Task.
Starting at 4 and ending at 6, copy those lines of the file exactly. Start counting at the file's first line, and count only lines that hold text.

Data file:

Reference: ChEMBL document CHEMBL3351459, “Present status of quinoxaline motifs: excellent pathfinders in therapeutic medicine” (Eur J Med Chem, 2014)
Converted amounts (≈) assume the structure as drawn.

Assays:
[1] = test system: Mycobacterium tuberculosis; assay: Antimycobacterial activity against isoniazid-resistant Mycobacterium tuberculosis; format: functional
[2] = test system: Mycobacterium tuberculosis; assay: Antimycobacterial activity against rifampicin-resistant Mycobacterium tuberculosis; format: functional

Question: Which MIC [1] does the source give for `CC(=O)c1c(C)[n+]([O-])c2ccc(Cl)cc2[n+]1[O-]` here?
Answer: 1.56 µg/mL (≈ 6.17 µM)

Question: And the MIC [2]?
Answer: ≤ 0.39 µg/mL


[1] = test system: Mycobacterium tuberculosis; assay: Antimycobacterial activity against isoniazid-resistant Mycobacterium tuberculosis; format: functional
[2] = test system: Mycobacterium tuberculosis; assay: Antimycobacterial activity against rifampicin-resistant Mycobacterium tuberculosis; format: functional

Question: Which MIC [1] does the source give for `CC(=O)c1c(C)[n+]([O-])c2ccc(Cl)cc2[n+]1[O-]` here?